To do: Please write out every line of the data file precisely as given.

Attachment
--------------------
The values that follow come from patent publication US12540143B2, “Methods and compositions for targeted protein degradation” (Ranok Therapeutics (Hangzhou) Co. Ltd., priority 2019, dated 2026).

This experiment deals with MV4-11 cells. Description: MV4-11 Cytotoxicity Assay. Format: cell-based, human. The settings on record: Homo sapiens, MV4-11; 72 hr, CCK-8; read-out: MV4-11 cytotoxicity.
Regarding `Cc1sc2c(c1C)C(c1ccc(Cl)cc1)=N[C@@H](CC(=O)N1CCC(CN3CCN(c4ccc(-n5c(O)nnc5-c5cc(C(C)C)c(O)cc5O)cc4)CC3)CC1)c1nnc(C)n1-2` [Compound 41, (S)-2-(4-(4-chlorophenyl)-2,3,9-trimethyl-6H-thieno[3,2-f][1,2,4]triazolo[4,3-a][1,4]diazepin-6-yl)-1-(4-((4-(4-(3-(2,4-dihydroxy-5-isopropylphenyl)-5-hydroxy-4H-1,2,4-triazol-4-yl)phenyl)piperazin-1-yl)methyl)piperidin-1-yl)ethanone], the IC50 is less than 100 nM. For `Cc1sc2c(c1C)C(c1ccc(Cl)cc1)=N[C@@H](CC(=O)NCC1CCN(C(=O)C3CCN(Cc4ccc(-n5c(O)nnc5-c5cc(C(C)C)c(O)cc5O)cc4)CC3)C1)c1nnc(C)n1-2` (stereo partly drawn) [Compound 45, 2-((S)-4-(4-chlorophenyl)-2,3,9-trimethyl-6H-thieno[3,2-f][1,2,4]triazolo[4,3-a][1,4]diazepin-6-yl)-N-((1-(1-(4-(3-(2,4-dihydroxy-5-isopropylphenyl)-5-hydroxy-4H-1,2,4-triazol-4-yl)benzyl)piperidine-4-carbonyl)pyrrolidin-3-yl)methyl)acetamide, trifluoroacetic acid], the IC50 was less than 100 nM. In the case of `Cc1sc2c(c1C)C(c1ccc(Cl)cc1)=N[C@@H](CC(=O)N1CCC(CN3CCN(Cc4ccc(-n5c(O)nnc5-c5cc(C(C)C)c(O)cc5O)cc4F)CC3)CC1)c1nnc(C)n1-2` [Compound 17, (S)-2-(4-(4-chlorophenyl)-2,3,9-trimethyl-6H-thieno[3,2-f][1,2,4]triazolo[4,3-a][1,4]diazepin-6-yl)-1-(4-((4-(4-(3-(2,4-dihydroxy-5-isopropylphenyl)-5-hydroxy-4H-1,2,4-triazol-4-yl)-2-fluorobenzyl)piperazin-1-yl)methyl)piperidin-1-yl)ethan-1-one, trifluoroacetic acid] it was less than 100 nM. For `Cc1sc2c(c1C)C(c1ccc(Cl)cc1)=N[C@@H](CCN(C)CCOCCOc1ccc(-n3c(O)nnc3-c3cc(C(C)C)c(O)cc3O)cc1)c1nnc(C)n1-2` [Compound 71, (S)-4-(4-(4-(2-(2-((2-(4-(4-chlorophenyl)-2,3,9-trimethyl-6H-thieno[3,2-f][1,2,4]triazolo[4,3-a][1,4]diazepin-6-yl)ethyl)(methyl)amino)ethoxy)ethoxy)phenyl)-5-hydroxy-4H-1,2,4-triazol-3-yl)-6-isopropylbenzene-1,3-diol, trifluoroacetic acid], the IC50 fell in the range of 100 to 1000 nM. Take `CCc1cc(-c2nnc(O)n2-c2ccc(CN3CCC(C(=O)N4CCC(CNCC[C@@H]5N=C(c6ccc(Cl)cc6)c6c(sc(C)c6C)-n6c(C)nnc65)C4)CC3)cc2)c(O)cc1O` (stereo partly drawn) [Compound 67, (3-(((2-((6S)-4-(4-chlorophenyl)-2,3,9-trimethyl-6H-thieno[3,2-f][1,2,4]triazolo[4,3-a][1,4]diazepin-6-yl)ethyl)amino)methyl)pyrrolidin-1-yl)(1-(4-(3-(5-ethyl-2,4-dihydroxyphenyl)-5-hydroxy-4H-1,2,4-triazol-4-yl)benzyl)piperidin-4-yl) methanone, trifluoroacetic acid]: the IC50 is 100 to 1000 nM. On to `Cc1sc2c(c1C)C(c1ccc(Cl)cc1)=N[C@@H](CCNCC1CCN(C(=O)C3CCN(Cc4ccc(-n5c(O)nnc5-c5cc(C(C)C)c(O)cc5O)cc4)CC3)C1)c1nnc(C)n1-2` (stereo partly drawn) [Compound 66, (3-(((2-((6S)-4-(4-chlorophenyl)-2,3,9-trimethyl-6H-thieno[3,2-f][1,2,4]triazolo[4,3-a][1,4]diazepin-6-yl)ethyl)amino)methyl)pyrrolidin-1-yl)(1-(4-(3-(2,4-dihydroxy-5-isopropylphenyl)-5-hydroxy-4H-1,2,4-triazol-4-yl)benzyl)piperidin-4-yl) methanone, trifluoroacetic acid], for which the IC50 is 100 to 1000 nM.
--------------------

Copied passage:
The values that follow come from patent publication US12540143B2, “Methods and compositions for targeted protein degradation” (Ranok Therapeutics (Hangzhou) Co. Ltd., priority 2019, dated 2026).

This experiment deals with MV4-11 cells. Description: MV4-11 Cytotoxicity Assay. Format: cell-based, human. The settings on record: Homo sapiens, MV4-11; 72 hr, CCK-8; read-out: MV4-11 cytotoxicity.
Regarding `Cc1sc2c(c1C)C(c1ccc(Cl)cc1)=N[C@@H](CC(=O)N1CCC(CN3CCN(c4ccc(-n5c(O)nnc5-c5cc(C(C)C)c(O)cc5O)cc4)CC3)CC1)c1nnc(C)n1-2` [Compound 41, (S)-2-(4-(4-chlorophenyl)-2,3,9-trimethyl-6H-thieno[3,2-f][1,2,4]triazolo[4,3-a][1,4]diazepin-6-yl)-1-(4-((4-(4-(3-(2,4-dihydroxy-5-isopropylphenyl)-5-hydroxy-4H-1,2,4-triazol-4-yl)phenyl)piperazin-1-yl)methyl)piperidin-1-yl)ethanone], the IC50 is less than 100 nM. For `Cc1sc2c(c1C)C(c1ccc(Cl)cc1)=N[C@@H](CC(=O)NCC1CCN(C(=O)C3CCN(Cc4ccc(-n5c(O)nnc5-c5cc(C(C)C)c(O)cc5O)cc4)CC3)C1)c1nnc(C)n1-2` (stereo partly drawn) [Compound 45, 2-((S)-4-(4-chlorophenyl)-2,3,9-trimethyl-6H-thieno[3,2-f][1,2,4]triazolo[4,3-a][1,4]diazepin-6-yl)-N-((1-(1-(4-(3-(2,4-dihydroxy-5-isopropylphenyl)-5-hydroxy-4H-1,2,4-triazol-4-yl)benzyl)piperidine-4-carbonyl)pyrrolidin-3-yl)methyl)acetamide, trifluoroacetic acid], the IC50 was less than 100 nM. In the case of `Cc1sc2c(c1C)C(c1ccc(Cl)cc1)=N[C@@H](CC(=O)N1CCC(CN3CCN(Cc4ccc(-n5c(O)nnc5-c5cc(C(C)C)c(O)cc5O)cc4F)CC3)CC1)c1nnc(C)n1-2` [Compound 17, (S)-2-(4-(4-chlorophenyl)-2,3,9-trimethyl-6H-thieno[3,2-f][1,2,4]triazolo[4,3-a][1,4]diazepin-6-yl)-1-(4-((4-(4-(3-(2,4-dihydroxy-5-isopropylphenyl)-5-hydroxy-4H-1,2,4-triazol-4-yl)-2-fluorobenzyl)piperazin-1-yl)methyl)piperidin-1-yl)ethan-1-one, trifluoroacetic acid] it was less than 100 nM. For `Cc1sc2c(c1C)C(c1ccc(Cl)cc1)=N[C@@H](CCN(C)CCOCCOc1ccc(-n3c(O)nnc3-c3cc(C(C)C)c(O)cc3O)cc1)c1nnc(C)n1-2` [Compound 71, (S)-4-(4-(4-(2-(2-((2-(4-(4-chlorophenyl)-2,3,9-trimethyl-6H-thieno[3,2-f][1,2,4]triazolo[4,3-a][1,4]diazepin-6-yl)ethyl)(methyl)amino)ethoxy)ethoxy)phenyl)-5-hydroxy-4H-1,2,4-triazol-3-yl)-6-isopropylbenzene-1,3-diol, trifluoroacetic acid], the IC50 fell in the range of 100 to 1000 nM. Take `CCc1cc(-c2nnc(O)n2-c2ccc(CN3CCC(C(=O)N4CCC(CNCC[C@@H]5N=C(c6ccc(Cl)cc6)c6c(sc(C)c6C)-n6c(C)nnc65)C4)CC3)cc2)c(O)cc1O` (stereo partly drawn) [Compound 67, (3-(((2-((6S)-4-(4-chlorophenyl)-2,3,9-trimethyl-6H-thieno[3,2-f][1,2,4]triazolo[4,3-a][1,4]diazepin-6-yl)ethyl)amino)methyl)pyrrolidin-1-yl)(1-(4-(3-(5-ethyl-2,4-dihydroxyphenyl)-5-hydroxy-4H-1,2,4-triazol-4-yl)benzyl)piperidin-4-yl) methanone, trifluoroacetic acid]: the IC50 is 100 to 1000 nM. On to `Cc1sc2c(c1C)C(c1ccc(Cl)cc1)=N[C@@H](CCNCC1CCN(C(=O)C3CCN(Cc4ccc(-n5c(O)nnc5-c5cc(C(C)C)c(O)cc5O)cc4)CC3)C1)c1nnc(C)n1-2` (stereo partly drawn) [Compound 66, (3-(((2-((6S)-4-(4-chlorophenyl)-2,3,9-trimethyl-6H-thieno[3,2-f][1,2,4]triazolo[4,3-a][1,4]diazepin-6-yl)ethyl)amino)methyl)pyrrolidin-1-yl)(1-(4-(3-(2,4-dihydroxy-5-isopropylphenyl)-5-hydroxy-4H-1,2,4-triazol-4-yl)benzyl)piperidin-4-yl) methanone, trifluoroacetic acid], for which the IC50 is 100 to 1000 nM.